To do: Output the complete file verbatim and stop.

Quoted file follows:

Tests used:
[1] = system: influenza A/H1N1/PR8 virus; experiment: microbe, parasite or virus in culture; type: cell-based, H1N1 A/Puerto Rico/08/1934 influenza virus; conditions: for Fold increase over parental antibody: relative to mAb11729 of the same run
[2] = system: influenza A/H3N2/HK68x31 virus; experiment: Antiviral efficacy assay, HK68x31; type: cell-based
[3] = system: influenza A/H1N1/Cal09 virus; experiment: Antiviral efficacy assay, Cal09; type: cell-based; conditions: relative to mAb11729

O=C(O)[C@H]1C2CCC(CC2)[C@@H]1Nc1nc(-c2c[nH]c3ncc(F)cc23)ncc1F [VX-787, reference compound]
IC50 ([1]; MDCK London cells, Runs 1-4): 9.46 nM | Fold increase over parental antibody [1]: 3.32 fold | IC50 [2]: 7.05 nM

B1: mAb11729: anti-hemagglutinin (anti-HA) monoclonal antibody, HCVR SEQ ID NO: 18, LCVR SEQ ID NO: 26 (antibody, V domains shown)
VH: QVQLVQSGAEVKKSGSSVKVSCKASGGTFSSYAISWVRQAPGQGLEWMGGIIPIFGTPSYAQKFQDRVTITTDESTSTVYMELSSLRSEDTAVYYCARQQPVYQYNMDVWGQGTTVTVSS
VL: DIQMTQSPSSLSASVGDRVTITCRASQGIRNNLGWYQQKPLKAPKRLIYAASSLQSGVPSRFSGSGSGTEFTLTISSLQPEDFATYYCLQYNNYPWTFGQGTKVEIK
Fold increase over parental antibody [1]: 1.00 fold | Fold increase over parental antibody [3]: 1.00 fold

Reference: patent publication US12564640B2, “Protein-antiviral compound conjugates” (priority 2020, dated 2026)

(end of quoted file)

Tests used:
[1] = system: influenza A/H1N1/PR8 virus; experiment: microbe, parasite or virus in culture; type: cell-based, H1N1 A/Puerto Rico/08/1934 influenza virus; conditions: for Fold increase over parental antibody: relative to mAb11729 of the same run
[2] = system: influenza A/H3N2/HK68x31 virus; experiment: Antiviral efficacy assay, HK68x31; type: cell-based
[3] = system: influenza A/H1N1/Cal09 virus; experiment: Antiviral efficacy assay, Cal09; type: cell-based; conditions: relative to mAb11729

O=C(O)[C@H]1C2CCC(CC2)[C@@H]1Nc1nc(-c2c[nH]c3ncc(F)cc23)ncc1F [VX-787, reference compound]
IC50 ([1]; MDCK London cells, Runs 1-4): 9.46 nM | Fold increase over parental antibody [1]: 3.32 fold | IC50 [2]: 7.05 nM

B1: mAb11729: anti-hemagglutinin (anti-HA) monoclonal antibody, HCVR SEQ ID NO: 18, LCVR SEQ ID NO: 26 (antibody, V domains shown)
VH: QVQLVQSGAEVKKSGSSVKVSCKASGGTFSSYAISWVRQAPGQGLEWMGGIIPIFGTPSYAQKFQDRVTITTDESTSTVYMELSSLRSEDTAVYYCARQQPVYQYNMDVWGQGTTVTVSS
VL: DIQMTQSPSSLSASVGDRVTITCRASQGIRNNLGWYQQKPLKAPKRLIYAASSLQSGVPSRFSGSGSGTEFTLTISSLQPEDFATYYCLQYNNYPWTFGQGTKVEIK
Fold increase over parental antibody [1]: 1.00 fold | Fold increase over parental antibody [3]: 1.00 fold

Reference: patent publication US12564640B2, “Protein-antiviral compound conjugates” (priority 2020, dated 2026)